Shana Moulton review

Art
Recommended
4 out of 5 stars
Shana Moulton review
Courtesy the artist & Zabludowicz Collection. Photo: Tim Bowditch

Time Out says

4 out of 5 stars

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Anxiety is at epidemic levels. The painful agoraphobic stress of contemporary life is everywhere, and we’re all looking for a mindful way to escape it.

American video artist Shana Moulton uses a character called Cynthia as an avatar for all of that modern angst. Cynthia does calisthenics, communes with nature, collects crystals: she claws desperately for a solution to the crushing weight of anxiety. It’s uncomfortably relatable.

The sound of tinkling water and gentle pop-opera fills the gallery’s three spaces. With her grainy, 1990s infomercial aesthetic, Moulton puts Cynthia through a series of trials by wellness. Cynthia spins on a traction table, locks herself in a sauna tent and endlessly googles for answers to life’s big questions. But throughout, she stays trapped. In one video she’s a damsel in distress – imprisoned by capitalism in a big pink tower – in another she’s a paranoid recluse, scared shitless of ecological disaster. Mundane everyday life is everywhere, and it’s unbearable.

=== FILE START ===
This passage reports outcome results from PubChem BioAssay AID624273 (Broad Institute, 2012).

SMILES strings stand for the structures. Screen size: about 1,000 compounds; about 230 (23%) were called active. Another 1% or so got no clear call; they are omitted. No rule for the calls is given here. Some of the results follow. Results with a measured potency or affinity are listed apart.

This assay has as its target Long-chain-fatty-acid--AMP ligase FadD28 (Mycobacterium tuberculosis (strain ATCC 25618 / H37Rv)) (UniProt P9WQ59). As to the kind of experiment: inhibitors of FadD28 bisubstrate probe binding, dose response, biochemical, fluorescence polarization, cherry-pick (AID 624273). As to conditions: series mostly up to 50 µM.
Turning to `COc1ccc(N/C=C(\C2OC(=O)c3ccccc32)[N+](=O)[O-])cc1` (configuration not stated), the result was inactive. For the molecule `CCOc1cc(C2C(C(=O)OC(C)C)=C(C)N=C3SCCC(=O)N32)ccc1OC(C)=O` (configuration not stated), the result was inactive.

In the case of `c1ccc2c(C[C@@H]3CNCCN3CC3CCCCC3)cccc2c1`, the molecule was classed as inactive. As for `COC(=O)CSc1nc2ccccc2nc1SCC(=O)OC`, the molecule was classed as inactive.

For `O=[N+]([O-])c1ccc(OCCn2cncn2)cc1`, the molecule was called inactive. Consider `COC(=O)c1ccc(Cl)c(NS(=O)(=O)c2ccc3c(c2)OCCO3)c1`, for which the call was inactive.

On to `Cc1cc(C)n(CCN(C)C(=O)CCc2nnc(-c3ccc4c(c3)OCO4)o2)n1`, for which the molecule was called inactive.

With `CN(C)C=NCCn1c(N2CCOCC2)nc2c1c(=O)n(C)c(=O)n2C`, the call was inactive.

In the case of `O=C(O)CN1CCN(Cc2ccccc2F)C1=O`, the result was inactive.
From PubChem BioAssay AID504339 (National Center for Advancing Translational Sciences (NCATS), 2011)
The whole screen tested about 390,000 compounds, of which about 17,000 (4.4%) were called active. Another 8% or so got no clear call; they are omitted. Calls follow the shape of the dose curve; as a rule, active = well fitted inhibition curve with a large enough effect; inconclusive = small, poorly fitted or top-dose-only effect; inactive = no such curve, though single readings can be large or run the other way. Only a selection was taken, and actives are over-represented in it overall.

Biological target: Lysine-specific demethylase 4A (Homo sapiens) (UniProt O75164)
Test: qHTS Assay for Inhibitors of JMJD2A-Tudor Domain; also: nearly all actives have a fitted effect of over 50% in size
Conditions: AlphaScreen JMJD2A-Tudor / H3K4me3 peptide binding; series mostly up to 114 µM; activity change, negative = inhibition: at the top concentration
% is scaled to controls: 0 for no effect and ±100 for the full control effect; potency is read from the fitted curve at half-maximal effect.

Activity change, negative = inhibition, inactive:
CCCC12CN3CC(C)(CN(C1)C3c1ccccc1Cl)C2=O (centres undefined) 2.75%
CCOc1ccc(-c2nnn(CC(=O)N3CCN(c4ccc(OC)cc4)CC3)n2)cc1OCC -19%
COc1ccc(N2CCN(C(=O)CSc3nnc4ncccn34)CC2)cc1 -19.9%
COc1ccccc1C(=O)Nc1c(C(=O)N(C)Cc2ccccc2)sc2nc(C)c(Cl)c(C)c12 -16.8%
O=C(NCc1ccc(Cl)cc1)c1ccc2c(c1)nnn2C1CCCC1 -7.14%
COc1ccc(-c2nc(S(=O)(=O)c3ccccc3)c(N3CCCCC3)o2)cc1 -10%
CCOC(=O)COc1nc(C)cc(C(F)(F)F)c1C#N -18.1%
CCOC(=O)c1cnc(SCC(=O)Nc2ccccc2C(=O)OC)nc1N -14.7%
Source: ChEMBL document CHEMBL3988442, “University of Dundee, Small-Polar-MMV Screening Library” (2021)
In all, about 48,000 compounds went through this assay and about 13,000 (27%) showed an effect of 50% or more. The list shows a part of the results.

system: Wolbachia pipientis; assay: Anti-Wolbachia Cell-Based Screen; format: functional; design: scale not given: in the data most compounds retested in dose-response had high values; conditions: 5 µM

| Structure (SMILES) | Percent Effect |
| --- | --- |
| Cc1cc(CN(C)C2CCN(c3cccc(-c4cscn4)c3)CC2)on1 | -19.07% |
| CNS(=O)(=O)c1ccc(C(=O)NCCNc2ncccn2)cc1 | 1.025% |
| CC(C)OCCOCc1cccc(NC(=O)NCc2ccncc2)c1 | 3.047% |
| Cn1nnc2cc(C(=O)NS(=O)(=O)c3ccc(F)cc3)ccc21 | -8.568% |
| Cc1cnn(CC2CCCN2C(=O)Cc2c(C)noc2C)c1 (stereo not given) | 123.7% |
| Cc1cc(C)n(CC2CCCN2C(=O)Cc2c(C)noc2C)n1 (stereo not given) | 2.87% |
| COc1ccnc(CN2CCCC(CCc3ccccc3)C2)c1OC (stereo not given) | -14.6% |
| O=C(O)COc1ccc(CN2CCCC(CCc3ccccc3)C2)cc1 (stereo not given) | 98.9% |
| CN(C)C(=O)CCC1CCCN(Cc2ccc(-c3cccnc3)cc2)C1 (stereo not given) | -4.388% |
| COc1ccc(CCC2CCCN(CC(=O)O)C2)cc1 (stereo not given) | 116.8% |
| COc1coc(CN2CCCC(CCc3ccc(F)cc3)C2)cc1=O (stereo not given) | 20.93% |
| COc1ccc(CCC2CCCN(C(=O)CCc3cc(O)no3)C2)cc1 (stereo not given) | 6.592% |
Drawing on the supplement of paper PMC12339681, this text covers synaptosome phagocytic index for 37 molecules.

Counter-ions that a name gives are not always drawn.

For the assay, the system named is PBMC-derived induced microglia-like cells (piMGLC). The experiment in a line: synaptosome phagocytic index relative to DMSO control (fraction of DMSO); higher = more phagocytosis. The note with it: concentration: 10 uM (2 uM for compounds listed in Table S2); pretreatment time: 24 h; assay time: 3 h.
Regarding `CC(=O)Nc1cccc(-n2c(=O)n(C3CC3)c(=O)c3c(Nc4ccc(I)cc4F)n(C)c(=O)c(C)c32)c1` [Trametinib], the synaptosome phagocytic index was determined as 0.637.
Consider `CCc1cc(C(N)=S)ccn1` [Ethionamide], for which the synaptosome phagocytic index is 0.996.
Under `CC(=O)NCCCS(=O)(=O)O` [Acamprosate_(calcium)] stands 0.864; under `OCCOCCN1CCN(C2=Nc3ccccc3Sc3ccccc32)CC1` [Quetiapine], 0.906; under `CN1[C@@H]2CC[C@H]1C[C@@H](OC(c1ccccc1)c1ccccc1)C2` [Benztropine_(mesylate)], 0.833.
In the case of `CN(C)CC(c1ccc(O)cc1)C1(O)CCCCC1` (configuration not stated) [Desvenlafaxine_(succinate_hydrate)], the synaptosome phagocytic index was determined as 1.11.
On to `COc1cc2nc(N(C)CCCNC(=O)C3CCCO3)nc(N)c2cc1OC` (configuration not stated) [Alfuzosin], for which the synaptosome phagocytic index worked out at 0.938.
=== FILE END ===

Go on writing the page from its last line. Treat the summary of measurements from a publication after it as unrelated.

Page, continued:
The main space is filled with a giant pink tower and a gentle digital waterfall for you to dip your toes into. The rooms are filled with knick-knacks like crystals, LED alien faces and mini water features: weapons in a fight against anxiety.

Moulton’s work isn’t exactly satirical – she’s too generous-hearted, and too earnest and American, to outwardly mock the mindfulness industry and the people who so desperately need its help – but it is a bit of a pisstake. Moulton acknowledges that people feel anxious and sad, she knows life is mundane and overbearing. By making this bright, twinkling, clever art about modern anxiety, she’s giving the viewer exactly what we need: a little escape, a little perspective, and a little bit of critical distance from all that everyday bullshit.

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